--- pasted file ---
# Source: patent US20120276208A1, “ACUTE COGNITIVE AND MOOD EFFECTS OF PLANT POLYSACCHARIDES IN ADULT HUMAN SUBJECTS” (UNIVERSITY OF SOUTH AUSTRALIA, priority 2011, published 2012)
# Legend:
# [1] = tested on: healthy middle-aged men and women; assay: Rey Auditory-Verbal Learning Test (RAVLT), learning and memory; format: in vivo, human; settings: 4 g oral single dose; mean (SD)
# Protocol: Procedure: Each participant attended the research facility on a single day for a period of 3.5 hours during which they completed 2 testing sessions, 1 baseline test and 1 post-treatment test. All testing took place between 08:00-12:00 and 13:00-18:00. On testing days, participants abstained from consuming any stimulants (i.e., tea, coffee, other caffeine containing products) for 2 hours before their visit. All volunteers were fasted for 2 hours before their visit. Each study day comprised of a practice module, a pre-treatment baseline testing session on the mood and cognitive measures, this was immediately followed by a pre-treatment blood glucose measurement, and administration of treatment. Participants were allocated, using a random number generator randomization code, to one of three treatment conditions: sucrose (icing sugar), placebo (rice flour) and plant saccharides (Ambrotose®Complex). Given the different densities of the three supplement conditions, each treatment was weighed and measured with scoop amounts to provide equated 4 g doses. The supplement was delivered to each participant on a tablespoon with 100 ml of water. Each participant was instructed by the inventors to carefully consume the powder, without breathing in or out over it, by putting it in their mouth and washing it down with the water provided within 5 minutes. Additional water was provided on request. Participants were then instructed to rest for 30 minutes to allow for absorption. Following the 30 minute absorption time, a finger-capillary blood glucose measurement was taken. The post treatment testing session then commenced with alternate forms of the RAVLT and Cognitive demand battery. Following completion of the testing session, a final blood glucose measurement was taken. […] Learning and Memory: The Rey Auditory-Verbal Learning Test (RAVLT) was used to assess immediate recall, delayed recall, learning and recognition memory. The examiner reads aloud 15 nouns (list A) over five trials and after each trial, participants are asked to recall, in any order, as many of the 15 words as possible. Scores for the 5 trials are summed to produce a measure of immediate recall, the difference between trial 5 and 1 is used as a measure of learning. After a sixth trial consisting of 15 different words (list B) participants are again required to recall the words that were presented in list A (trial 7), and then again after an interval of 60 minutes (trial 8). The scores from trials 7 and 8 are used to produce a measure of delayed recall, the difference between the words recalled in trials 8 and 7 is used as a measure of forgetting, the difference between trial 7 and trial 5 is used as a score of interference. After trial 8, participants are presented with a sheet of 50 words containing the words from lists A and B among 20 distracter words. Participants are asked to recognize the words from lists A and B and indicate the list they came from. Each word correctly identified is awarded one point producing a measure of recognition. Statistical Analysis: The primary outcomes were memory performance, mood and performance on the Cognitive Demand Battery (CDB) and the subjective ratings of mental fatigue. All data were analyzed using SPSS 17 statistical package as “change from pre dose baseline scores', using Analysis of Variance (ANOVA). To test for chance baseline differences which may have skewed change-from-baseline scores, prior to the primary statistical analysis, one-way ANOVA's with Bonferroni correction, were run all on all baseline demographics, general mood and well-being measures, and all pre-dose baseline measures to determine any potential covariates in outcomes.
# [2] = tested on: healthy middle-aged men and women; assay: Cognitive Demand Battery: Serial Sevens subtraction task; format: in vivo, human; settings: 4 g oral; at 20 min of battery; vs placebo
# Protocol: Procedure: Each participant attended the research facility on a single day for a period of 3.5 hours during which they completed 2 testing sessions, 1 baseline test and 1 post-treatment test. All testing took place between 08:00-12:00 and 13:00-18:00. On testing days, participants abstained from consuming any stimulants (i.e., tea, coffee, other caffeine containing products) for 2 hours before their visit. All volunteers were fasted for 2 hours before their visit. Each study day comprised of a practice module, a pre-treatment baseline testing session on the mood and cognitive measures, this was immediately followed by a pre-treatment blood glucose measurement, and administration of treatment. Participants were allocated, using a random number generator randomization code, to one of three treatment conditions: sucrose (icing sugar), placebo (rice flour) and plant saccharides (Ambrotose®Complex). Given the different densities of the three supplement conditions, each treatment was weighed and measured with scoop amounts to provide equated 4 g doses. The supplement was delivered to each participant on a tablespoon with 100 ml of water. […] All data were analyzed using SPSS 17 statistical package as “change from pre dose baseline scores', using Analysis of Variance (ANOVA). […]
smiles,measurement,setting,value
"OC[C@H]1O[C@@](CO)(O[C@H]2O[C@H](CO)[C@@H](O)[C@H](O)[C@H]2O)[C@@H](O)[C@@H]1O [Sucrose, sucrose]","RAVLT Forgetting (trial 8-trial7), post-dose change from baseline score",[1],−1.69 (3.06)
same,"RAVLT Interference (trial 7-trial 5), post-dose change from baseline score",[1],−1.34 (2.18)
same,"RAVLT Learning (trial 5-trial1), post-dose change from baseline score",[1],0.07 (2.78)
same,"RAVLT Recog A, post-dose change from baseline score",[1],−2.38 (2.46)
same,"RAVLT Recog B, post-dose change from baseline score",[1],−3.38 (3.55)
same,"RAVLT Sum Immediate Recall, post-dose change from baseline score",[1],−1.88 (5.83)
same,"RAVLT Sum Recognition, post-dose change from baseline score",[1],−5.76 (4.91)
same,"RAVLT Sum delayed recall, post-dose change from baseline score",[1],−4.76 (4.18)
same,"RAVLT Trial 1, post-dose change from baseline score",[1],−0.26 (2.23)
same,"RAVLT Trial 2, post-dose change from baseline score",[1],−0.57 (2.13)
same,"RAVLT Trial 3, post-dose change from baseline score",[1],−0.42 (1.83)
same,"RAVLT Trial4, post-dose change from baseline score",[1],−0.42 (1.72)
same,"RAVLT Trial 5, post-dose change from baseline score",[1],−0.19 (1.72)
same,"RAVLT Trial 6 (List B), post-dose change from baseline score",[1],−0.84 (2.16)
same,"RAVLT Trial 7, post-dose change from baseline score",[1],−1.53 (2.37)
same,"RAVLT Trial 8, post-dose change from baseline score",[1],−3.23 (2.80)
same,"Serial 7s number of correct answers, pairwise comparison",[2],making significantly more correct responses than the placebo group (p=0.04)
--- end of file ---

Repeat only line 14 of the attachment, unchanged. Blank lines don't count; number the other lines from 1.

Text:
same,"RAVLT Sum Recognition, post-dose change from baseline score",[1],−5.76 (4.91)